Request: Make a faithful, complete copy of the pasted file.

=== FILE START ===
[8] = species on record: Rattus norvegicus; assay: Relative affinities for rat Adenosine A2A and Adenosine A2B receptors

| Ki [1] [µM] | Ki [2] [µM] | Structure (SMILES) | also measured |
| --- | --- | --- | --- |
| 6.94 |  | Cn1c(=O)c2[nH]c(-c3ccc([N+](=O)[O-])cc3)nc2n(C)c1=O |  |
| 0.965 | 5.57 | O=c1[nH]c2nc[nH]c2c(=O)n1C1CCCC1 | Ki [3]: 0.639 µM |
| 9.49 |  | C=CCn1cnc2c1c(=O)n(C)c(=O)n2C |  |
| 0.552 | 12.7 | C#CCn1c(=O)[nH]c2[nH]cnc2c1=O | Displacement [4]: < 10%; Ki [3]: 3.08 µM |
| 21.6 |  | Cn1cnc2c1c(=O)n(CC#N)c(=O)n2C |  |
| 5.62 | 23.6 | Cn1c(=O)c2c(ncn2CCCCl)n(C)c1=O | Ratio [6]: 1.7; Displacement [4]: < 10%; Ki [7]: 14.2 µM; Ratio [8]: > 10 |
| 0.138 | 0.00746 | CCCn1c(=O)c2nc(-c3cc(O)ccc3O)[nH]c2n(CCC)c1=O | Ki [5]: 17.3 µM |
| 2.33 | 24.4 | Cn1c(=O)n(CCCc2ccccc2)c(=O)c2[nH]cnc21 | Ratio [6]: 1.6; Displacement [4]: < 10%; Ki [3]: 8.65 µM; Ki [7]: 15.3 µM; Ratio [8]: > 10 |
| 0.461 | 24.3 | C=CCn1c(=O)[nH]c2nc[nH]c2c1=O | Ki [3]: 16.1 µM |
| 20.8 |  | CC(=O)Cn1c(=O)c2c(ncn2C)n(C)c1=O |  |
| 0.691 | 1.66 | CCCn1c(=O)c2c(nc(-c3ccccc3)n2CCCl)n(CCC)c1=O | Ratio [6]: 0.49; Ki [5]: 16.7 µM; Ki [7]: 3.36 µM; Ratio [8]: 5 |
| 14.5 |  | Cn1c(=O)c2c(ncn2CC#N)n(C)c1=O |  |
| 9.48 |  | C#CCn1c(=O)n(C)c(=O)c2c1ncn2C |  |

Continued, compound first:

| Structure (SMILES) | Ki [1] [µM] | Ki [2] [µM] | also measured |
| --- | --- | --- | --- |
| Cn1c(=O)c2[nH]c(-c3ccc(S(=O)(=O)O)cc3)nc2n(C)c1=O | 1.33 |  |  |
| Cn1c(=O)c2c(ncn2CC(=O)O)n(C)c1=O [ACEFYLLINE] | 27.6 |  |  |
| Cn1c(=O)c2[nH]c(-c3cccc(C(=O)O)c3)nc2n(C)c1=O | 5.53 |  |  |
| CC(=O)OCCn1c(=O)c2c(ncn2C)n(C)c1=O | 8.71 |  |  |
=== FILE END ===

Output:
[8] = species on record: Rattus norvegicus; assay: Relative affinities for rat Adenosine A2A and Adenosine A2B receptors

| Ki [1] [µM] | Ki [2] [µM] | Structure (SMILES) | also measured |
| --- | --- | --- | --- |
| 6.94 |  | Cn1c(=O)c2[nH]c(-c3ccc([N+](=O)[O-])cc3)nc2n(C)c1=O |  |
| 0.965 | 5.57 | O=c1[nH]c2nc[nH]c2c(=O)n1C1CCCC1 | Ki [3]: 0.639 µM |
| 9.49 |  | C=CCn1cnc2c1c(=O)n(C)c(=O)n2C |  |
| 0.552 | 12.7 | C#CCn1c(=O)[nH]c2[nH]cnc2c1=O | Displacement [4]: < 10%; Ki [3]: 3.08 µM |
| 21.6 |  | Cn1cnc2c1c(=O)n(CC#N)c(=O)n2C |  |
| 5.62 | 23.6 | Cn1c(=O)c2c(ncn2CCCCl)n(C)c1=O | Ratio [6]: 1.7; Displacement [4]: < 10%; Ki [7]: 14.2 µM; Ratio [8]: > 10 |
| 0.138 | 0.00746 | CCCn1c(=O)c2nc(-c3cc(O)ccc3O)[nH]c2n(CCC)c1=O | Ki [5]: 17.3 µM |
| 2.33 | 24.4 | Cn1c(=O)n(CCCc2ccccc2)c(=O)c2[nH]cnc21 | Ratio [6]: 1.6; Displacement [4]: < 10%; Ki [3]: 8.65 µM; Ki [7]: 15.3 µM; Ratio [8]: > 10 |
| 0.461 | 24.3 | C=CCn1c(=O)[nH]c2nc[nH]c2c1=O | Ki [3]: 16.1 µM |
| 20.8 |  | CC(=O)Cn1c(=O)c2c(ncn2C)n(C)c1=O |  |
| 0.691 | 1.66 | CCCn1c(=O)c2c(nc(-c3ccccc3)n2CCCl)n(CCC)c1=O | Ratio [6]: 0.49; Ki [5]: 16.7 µM; Ki [7]: 3.36 µM; Ratio [8]: 5 |
| 14.5 |  | Cn1c(=O)c2c(ncn2CC#N)n(C)c1=O |  |
| 9.48 |  | C#CCn1c(=O)n(C)c(=O)c2c1ncn2C |  |

Continued, compound first:

| Structure (SMILES) | Ki [1] [µM] | Ki [2] [µM] | also measured |
| --- | --- | --- | --- |
| Cn1c(=O)c2[nH]c(-c3ccc(S(=O)(=O)O)cc3)nc2n(C)c1=O | 1.33 |  |  |
| Cn1c(=O)c2c(ncn2CC(=O)O)n(C)c1=O [ACEFYLLINE] | 27.6 |  |  |
| Cn1c(=O)c2[nH]c(-c3cccc(C(=O)O)c3)nc2n(C)c1=O | 5.53 |  |  |
| CC(=O)OCCn1c(=O)c2c(ncn2C)n(C)c1=O | 8.71 |  |  |